Iran's foreign minister Mohammad Javad Zarif lashed out at the US for its failure to completely observe its obligations under the 2015 nuclear deal by occasionally preventing the Islamic Republic from enjoying the full benefits of the agreement.
Speaking to reporters upon his arrival in New York, Zarif stressed that all parties to the deal, officially called the Joint Comprehensive Plan of Action [JCPOA], must remain committed to the terms of the agreement.
Zarif is in New York to attend the UN high-level political forum on sustainable development on Friday.
"Unfortunately up until now, the United States, while remaining at the very least possible level compliant with the agreement, has failed to observe, in times, the letter and mostly the spirit of the agreement by not allowing Iran to enjoy the full benefits of the nuclear deal. We believe they need to reconsider that position, because it is not conducive to the sustainability of the agreement," Zarif said.
Zarif argued that the West's policy of pressure against Iran has proved to be ineffective, adding, "The JCPOA is a multilateral agreement that was the result of many years of negotiation."
"It was also the result of many years of pressure. After all those pressures failed to bring about the results that were expected from those who were imposing pressure on the Iranian people, there was no other choice but to reach a negotiated settlement," added the Iranian minister.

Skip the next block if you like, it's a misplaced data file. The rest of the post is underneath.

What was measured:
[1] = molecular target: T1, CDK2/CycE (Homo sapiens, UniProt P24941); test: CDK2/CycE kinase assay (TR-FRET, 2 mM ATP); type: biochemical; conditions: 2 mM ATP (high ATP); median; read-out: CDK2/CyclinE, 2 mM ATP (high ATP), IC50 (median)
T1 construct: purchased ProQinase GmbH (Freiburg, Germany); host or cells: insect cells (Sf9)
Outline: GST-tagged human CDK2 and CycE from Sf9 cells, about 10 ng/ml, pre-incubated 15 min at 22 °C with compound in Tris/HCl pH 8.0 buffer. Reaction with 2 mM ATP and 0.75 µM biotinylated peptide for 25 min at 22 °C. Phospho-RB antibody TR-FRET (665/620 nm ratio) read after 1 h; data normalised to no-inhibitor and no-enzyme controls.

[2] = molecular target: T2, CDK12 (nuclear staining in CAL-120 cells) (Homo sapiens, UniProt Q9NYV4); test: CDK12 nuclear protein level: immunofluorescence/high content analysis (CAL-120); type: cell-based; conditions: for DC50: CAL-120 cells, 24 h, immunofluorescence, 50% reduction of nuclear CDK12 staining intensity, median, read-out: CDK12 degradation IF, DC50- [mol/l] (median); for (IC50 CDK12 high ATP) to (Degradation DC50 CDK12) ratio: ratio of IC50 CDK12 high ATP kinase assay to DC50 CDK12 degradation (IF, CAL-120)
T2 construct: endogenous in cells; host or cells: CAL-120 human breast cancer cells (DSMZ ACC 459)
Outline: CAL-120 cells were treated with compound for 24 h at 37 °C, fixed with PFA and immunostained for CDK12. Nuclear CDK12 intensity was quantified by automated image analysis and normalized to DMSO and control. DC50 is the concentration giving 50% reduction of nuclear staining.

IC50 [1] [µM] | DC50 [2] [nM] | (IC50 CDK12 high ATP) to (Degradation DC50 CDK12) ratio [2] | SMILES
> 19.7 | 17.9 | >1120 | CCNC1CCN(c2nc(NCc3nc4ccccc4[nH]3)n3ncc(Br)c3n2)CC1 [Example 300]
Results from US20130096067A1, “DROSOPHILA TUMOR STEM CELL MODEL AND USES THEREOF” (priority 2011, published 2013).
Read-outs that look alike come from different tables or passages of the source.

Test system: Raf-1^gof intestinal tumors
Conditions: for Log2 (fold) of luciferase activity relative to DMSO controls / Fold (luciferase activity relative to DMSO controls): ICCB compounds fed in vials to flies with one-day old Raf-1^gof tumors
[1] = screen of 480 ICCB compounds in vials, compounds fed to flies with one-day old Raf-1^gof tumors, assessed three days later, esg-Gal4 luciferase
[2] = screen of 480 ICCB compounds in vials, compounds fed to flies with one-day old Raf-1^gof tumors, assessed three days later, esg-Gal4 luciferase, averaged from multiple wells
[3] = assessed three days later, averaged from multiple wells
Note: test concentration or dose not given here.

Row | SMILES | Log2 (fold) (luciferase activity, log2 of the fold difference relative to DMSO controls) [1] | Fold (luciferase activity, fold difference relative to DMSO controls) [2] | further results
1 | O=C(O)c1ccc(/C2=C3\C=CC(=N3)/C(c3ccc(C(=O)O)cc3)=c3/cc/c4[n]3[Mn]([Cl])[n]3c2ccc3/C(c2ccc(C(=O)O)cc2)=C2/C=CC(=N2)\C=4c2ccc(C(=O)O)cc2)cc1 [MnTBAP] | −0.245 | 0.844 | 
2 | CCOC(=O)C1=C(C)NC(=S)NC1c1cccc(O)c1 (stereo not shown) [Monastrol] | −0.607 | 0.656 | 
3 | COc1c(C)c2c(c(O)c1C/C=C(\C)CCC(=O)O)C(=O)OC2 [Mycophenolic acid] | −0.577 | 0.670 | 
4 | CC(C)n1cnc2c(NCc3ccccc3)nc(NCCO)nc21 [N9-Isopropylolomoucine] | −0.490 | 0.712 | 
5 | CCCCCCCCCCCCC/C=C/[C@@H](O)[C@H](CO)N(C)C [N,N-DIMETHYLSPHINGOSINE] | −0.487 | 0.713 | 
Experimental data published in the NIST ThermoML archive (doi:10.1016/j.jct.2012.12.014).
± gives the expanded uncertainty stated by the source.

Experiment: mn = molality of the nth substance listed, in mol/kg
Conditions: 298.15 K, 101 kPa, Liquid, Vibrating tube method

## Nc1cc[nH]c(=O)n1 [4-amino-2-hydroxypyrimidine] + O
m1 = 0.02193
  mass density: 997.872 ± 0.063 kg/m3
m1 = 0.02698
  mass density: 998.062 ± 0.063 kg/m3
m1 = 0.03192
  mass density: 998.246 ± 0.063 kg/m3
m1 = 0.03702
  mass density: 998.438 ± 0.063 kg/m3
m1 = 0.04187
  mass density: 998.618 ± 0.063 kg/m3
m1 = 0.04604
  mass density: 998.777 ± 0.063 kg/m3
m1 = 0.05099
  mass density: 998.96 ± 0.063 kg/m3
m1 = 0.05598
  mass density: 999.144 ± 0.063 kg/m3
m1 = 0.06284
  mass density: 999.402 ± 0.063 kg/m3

"I think at the end of the day, everybody will see that the agreement will represent an outcome that was the best possibility for all concerned [parties]," he pointed out.
Zarif's comments come on the second anniversary of the landmark deal, which was inked on July 14, 2017, between Tehran and the five permanent members of the United Nations Security Council - the United States, Britain, France, China and Russia - plus Germany. The JCPOA was later endorsed by a UN Security Council resolution.
Since January 2016, when the JCPOA took effect, the International Atomic Energy Organization, which monitors the technical implementation of the deal, has in numerous reports confirmed Iran's compliance.
During his presidential campaign, US President Donald Trump described the nuclear accord with Iran as a "disaster" and vowed to unilaterally scrap it.
While he has not carried out that threat, his administration is conducting a "review" to see whether the provision of sanctions relief to Iran - a US commitment under the deal - is in America's "national interest."
Source: News Agencies, Edited by website team